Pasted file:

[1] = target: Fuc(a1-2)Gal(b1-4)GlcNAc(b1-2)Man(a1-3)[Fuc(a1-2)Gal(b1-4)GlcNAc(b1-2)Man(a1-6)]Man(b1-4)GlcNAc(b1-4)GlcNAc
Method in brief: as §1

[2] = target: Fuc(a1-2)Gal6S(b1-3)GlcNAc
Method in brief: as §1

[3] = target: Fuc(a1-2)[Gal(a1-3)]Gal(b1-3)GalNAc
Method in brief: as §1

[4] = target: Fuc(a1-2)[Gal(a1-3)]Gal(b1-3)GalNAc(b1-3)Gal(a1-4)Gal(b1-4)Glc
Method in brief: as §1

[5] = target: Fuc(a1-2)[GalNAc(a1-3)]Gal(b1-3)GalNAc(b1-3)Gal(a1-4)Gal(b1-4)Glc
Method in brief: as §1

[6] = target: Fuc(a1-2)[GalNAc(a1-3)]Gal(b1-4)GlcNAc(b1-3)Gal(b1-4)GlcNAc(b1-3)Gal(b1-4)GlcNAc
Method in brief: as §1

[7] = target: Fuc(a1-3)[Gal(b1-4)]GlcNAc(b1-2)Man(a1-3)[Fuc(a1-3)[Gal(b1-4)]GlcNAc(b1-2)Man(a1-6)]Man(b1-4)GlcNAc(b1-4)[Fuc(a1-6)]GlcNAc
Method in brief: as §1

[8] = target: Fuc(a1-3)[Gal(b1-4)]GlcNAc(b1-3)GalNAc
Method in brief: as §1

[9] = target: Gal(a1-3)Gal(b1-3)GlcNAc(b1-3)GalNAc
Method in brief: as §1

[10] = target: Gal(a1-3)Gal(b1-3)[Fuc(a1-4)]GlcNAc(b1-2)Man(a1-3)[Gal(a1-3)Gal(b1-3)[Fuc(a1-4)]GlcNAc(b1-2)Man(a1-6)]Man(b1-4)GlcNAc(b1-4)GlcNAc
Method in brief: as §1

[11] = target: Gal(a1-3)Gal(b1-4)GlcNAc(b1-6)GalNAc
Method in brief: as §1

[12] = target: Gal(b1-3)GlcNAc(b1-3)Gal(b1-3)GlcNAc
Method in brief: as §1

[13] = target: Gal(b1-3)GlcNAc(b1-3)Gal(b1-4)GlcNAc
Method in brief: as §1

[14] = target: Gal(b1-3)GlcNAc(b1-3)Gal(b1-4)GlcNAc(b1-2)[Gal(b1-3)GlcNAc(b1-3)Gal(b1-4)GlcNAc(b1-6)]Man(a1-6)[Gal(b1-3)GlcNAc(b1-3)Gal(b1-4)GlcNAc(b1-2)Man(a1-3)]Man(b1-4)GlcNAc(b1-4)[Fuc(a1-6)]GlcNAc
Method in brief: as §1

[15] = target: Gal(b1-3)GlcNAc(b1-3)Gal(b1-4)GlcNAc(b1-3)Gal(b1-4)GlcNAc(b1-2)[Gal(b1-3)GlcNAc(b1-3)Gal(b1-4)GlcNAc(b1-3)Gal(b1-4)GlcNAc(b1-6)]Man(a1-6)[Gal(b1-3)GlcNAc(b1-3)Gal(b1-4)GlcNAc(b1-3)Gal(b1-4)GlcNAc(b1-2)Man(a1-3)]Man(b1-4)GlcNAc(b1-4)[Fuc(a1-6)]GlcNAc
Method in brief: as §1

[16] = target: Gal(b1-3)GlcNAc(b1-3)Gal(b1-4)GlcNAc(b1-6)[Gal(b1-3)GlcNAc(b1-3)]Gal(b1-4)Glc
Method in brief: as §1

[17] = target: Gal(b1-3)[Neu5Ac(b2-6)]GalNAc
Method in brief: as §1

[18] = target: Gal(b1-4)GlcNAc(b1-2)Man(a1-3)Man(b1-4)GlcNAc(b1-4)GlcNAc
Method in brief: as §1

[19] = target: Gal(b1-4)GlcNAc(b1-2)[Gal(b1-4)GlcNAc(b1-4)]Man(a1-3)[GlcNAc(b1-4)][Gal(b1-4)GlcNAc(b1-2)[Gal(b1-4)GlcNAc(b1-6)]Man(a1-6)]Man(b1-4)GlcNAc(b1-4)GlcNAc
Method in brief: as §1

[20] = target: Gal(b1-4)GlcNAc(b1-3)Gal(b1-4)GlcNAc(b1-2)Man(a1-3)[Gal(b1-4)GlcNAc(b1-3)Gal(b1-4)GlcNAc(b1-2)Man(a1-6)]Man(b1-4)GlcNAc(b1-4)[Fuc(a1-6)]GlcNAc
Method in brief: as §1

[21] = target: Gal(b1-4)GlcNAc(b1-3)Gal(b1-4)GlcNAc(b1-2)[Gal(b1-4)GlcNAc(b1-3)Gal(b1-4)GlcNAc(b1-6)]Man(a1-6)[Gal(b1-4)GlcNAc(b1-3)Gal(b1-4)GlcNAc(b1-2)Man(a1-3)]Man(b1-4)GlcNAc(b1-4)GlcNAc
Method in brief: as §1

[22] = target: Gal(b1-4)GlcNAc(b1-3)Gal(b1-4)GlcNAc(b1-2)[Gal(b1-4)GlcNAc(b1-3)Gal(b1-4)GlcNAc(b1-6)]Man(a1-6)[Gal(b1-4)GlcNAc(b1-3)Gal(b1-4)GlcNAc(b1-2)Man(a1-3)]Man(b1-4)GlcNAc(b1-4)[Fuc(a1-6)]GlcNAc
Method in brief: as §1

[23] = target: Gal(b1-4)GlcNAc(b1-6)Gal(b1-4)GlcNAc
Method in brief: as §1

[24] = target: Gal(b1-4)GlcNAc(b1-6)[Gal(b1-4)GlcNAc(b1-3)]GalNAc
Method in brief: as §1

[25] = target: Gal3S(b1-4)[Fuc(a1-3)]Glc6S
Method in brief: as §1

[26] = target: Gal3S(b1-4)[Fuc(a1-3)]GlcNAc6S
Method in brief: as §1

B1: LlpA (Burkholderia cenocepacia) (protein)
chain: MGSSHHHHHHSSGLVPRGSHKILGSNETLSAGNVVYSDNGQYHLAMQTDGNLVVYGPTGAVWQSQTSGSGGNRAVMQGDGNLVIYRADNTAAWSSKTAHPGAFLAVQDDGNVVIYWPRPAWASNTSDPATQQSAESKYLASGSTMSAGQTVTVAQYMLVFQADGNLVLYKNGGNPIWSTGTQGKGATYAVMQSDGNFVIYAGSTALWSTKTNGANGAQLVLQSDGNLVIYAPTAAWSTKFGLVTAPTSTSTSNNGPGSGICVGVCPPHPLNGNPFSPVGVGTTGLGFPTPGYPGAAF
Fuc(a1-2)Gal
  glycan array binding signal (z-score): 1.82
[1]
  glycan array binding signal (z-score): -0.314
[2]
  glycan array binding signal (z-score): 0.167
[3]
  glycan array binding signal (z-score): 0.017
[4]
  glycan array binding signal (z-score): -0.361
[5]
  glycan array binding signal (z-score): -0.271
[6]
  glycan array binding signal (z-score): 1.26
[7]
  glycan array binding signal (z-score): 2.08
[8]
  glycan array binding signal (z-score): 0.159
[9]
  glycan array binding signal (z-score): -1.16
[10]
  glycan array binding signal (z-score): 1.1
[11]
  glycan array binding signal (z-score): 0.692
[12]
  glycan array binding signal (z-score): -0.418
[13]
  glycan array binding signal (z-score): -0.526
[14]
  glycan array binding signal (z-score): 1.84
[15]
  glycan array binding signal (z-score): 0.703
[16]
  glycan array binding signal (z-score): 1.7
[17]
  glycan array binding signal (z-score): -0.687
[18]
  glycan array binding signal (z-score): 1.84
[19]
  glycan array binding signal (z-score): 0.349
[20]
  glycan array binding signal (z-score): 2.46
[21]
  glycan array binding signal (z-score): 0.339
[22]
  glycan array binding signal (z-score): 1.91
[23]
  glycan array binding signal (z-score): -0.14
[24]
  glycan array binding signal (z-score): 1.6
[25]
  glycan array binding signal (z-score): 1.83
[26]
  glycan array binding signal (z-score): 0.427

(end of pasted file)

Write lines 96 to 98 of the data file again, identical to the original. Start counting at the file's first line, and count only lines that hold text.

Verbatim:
  glycan array binding signal (z-score): 2.46
[21]
  glycan array binding signal (z-score): 0.339